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charge per job

hi. i had a hard time moving away from the hourly rate to charging per job, but am glad that i did. independent cleaners who are on the field cleaning may benefit from hourly but there are a few reason why charing hourly for a team based service was like shooting myself in the foot.
1. you typically become more efficient in one house over time and spend less time there - it is no good for the rate to drop because of that.
2. when sending a crew, each cleaner works a differing paces - why should they may more for the new girl and less for your best (and probably highest paid) cleaner?
3. people still want an estimates and i find it hard to judge, even after touring the house, how long it will take. even if you are good at judging, it is easier for potential clients to talk you down convincing you that they do it in xx hours. when each item has a set price they are less likely to haggle.
 

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so true. when starting up, i dreamed of getting clients in the huge houses around my neighborhood but eventually learned that is NOT our target market at all. the humble, hard working families not only tend to accept the rate, they are also more likely to grant us all-day access (rather then "oh i forgot you were coming, can you return next week") - which means less schedule juggling/less admin. work, etc. AND they are less particular!!
 

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We charge per hour/per person for the initial cleaning.
The same with the 2nd...the price it takes us the 2nd cleaning then becomes the amount we charge for every cleaning from that day forward.
 

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19 years of trial and error. :)
I started with bidding accounts and not charging X-tra for the initial.
When it occurred to me there was something wrong with that picture (a few cancels after an excellent initial with the additional time not paid) I bid them at time and a half.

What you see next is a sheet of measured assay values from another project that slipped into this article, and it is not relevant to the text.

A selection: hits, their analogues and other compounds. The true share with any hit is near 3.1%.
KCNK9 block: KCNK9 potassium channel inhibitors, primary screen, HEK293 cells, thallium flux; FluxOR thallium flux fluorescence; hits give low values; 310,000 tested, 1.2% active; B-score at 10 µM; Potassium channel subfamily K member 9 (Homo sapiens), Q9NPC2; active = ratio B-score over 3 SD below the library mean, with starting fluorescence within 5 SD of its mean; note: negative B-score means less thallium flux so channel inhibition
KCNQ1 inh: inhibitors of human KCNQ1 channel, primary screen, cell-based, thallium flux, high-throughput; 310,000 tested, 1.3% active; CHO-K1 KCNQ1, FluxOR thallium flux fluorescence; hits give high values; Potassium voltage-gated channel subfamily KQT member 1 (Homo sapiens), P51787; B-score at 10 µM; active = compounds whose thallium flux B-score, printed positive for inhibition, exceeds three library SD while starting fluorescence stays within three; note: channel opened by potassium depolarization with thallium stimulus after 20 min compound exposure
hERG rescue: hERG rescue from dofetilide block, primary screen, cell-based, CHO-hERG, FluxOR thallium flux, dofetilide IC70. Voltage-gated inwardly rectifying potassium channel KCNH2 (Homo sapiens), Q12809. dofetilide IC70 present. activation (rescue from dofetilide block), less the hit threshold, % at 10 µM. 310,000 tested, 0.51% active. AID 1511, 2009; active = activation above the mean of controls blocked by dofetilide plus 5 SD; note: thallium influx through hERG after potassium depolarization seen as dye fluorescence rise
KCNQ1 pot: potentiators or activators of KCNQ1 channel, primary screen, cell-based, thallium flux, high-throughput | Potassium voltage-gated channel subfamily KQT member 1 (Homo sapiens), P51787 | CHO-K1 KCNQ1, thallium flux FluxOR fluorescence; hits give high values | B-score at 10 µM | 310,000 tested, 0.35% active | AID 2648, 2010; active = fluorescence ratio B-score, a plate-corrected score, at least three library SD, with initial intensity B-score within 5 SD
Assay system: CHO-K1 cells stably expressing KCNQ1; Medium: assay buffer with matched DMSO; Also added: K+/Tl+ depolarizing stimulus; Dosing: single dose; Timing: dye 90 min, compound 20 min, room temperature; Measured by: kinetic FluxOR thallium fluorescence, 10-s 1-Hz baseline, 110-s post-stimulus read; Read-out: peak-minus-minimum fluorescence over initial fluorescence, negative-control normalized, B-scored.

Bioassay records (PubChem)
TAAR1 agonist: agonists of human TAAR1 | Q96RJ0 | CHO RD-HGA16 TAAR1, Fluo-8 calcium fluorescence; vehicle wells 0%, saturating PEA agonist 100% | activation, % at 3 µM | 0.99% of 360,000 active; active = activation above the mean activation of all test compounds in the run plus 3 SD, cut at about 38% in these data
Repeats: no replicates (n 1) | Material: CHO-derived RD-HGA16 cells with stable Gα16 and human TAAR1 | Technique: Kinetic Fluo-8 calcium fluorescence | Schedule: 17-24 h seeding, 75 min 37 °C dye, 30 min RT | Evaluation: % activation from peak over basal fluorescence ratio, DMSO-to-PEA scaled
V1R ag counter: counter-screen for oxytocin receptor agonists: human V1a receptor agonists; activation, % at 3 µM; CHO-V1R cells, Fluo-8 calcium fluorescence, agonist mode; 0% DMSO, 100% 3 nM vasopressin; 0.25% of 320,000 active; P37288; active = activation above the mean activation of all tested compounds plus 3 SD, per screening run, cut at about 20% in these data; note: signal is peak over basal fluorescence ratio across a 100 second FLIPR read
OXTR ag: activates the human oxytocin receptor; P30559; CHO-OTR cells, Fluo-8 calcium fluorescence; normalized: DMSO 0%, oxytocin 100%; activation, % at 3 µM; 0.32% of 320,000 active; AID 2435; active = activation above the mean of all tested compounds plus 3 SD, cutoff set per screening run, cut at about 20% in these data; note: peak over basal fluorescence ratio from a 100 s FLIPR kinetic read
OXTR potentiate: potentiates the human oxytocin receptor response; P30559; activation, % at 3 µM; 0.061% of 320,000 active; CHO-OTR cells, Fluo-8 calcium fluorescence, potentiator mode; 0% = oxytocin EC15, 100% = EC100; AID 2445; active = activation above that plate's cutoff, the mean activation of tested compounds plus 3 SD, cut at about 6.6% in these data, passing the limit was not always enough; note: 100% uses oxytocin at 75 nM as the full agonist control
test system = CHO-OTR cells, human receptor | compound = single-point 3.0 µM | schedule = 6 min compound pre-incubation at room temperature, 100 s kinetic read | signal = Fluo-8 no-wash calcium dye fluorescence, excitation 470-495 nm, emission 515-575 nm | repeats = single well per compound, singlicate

Being an over the top perfectionist and having still not quite getting paid for it, I decided to do initials by the hour.
By the 2nd cleaning, we have a pretty good routine set up and because it's just myself and my sister, (yes, 10 years with my sister~what WAS I THINKING?) :) the GUESS-timate I give PRIOR to the initial, USually works for us as well as the customer.
 

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I charge by the house. I have found that after the first few times I clean a house it takes me way less time so I was getting screwed when charging by the hour. I do not do any special projects at this rate just a basic house clean I open no door (ie closets, refrigerator, oven) on these cleans I will set up another day to clean these things with the client. It has worked really well I have had the same clients regularly for 3 years now and they all love me.
 

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Luna~
Wow! $20 for specialized cleaning is crazy. I charged $35-$70 an hour for just regular cleaning. While I'd never worry about a rating, I think the last complaint we had was maybe in 2009 so I'd figure that would have transferred to good ratings. And the last complaint before that was.... who knows. I know a lady that used to do specialized cleaning 10 years ago for an hourly rate of $100 per hour. She got tired of it but she never had a hard time finding work. She sold her company and it is still in business.